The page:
4. I summoned my strength this morning to rip up an offer from the Wall Street Journal to subscribe for 10 dollars a month. I am trying to fight my addiction to subscribing to print periodicals.

Currently arriving at the house and the office (not including journals that come with memberships in professional organizations, alumni magazines, or house organs of museums, public TV stations, synagogues, and the like):

Pittsburgh Post-Gazette (7 days a week) (since 2002)
New York Times (Saturday and Sunday) (since I don't know, forever)
Pittsburgh Jewish Chronicle (since 2002)
The New Republic (since mid-1990s; dropped for a while but resumed circa 2003)
The Jewish Quarterly Review (since mid-2000s)
The Atlantic (late 90s; and again since circa 2007)
Cook's Illustrated (2000-2003?; and again since ca. 2008)
The Nation (since ca. 2007)
Mother Jones (since 2008)
The Progressive (since ca. 2008)
The New Yorker (since late 2009)
The New York Review of Books (since beginning of 2010)
The Jewish Review of Books (brand-new)

I'm probably forgetting something. If you look at the dates, you will note a disturbing trend (or heartening if you work in journalism).

We did have a subscription to the Wall Street Journal for a while under a really cheap rate but I let it lapse after Murdoch bought it. (Imagine the junk mail you get if you subscribe to the WSJ and the Nation.) I'm letting The Progressive lapse not over politics per se but just because it is extremely boring, not to mention predictable. And I'll probably take a hiatus from Cook's Illustrated for a while since I make one of their recipes about once every two years. I enjoy reading about how many tries it takes to make the perfect pot roast but there has to be a limit.

Tuesday, March 02, 2010

WUMB #105, 104, 102, 100

Quick comments on:

#105 Kingston Trio, Greatest Hits.
It's fun to hear the “beginnings” of the folk movement of the 60s (in the 50s). I listened to this with the kids (well some of this--didn't feel like explaining "The Long Black Veil") and polled them: They prefer the Peter, Paul, & Mary version of “Lemon Tree” (as do I) but they preferred the Kingston Trio’s version of "This Land is my Land." (I prefer Woody Guthrie). We all found their "Charley and the MTA" hard to sing along with although. Yes, we know that they popularized it with their recording of it. But that song has long passed from song-frequently-recorded status to true folk status, in my view. Their "Early Morning Rain" is fantastic.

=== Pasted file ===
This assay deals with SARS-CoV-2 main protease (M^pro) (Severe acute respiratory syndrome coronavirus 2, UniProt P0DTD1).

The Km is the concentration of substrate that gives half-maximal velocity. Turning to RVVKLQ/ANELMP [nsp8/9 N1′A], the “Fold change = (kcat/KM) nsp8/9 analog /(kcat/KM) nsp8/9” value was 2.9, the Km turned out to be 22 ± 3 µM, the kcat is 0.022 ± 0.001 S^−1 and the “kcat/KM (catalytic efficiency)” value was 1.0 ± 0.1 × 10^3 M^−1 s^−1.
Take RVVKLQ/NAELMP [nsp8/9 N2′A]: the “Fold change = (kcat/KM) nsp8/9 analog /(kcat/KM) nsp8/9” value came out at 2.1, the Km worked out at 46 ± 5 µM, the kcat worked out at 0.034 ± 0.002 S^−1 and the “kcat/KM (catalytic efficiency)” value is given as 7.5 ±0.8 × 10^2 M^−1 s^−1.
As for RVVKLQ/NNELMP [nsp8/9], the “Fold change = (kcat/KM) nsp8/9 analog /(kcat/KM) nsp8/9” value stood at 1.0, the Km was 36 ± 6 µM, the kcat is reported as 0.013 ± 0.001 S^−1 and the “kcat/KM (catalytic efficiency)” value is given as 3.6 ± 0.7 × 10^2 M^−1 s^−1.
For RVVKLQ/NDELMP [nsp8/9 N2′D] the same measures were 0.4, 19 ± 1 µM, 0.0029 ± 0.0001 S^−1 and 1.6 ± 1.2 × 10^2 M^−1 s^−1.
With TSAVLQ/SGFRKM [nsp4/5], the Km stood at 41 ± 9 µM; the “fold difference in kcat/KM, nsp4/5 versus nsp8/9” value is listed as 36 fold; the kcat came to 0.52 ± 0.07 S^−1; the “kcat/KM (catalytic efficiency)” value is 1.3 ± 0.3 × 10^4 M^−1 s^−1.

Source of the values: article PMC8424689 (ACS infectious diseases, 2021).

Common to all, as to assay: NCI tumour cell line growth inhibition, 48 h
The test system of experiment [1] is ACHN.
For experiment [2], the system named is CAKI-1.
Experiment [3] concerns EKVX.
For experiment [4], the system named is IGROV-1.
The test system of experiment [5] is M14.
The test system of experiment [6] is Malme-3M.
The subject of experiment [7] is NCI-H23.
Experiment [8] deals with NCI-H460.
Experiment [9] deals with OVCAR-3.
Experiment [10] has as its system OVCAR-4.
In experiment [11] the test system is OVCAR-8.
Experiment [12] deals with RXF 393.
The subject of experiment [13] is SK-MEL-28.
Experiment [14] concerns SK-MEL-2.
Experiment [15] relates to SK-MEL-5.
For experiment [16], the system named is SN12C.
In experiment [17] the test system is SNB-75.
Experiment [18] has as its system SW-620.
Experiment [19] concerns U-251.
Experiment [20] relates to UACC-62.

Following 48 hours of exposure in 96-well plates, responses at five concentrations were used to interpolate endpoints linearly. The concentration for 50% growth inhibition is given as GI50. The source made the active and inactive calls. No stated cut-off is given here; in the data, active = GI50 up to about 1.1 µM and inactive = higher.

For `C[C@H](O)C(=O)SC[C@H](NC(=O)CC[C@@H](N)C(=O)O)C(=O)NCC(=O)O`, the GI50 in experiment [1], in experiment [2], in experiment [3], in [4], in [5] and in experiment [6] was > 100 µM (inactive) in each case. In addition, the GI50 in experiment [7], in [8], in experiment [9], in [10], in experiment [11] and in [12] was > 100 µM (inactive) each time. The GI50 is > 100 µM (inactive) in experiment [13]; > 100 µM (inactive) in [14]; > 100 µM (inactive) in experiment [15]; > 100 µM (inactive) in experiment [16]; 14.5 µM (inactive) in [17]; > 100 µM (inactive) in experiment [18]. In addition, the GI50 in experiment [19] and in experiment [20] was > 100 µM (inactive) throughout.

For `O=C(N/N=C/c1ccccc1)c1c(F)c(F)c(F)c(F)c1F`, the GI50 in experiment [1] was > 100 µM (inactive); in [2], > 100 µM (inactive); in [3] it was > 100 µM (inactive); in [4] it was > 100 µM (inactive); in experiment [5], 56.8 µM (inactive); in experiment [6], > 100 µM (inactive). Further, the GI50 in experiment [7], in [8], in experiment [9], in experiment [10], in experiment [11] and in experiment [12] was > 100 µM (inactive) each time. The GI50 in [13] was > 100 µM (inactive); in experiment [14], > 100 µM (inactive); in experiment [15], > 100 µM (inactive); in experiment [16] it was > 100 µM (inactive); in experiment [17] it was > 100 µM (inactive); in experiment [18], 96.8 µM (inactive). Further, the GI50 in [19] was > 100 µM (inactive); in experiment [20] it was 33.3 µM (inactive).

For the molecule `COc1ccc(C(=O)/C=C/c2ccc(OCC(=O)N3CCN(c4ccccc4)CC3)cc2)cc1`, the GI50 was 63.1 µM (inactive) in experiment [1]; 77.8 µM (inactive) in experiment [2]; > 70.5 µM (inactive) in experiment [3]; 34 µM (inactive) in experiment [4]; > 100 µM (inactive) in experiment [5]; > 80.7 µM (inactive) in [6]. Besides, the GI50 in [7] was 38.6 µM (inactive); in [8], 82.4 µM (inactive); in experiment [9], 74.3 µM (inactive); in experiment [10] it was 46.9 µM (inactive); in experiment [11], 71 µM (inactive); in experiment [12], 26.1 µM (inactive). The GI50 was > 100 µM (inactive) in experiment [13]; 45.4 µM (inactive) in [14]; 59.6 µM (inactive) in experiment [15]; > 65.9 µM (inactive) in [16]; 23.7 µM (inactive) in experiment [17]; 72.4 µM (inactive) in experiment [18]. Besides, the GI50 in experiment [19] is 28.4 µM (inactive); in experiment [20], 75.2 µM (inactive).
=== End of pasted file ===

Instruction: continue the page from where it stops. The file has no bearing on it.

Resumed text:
Again, why are the Kingston Trio not cracking the top 100?

#104 Kate Campbell, "Blues and Lamentations," 2005.
Pretty music but none of it made much of an impression.

#102 Tim O’Brien, "Fiddler’s Green, 2005.
Nice arrangements of traditional songs and ballads, e.g. “Fair Flowers of the Valley”
I also liked his “Early Morning Rain.” Maybe I just like that song.

#100 Mary Black, "Babes in the Woods," 1991.
Includes a very pretty version of Joni Mitchell’s “The Urge for Going.”

Get your Grafton fix...


I was recently reminded that Anthony Grafton writes occasional columns in the Daily Princetonian. Although focused on Princeton (naturally), he often has interesting comments there on the state of higher education with relevance to other research universities as well.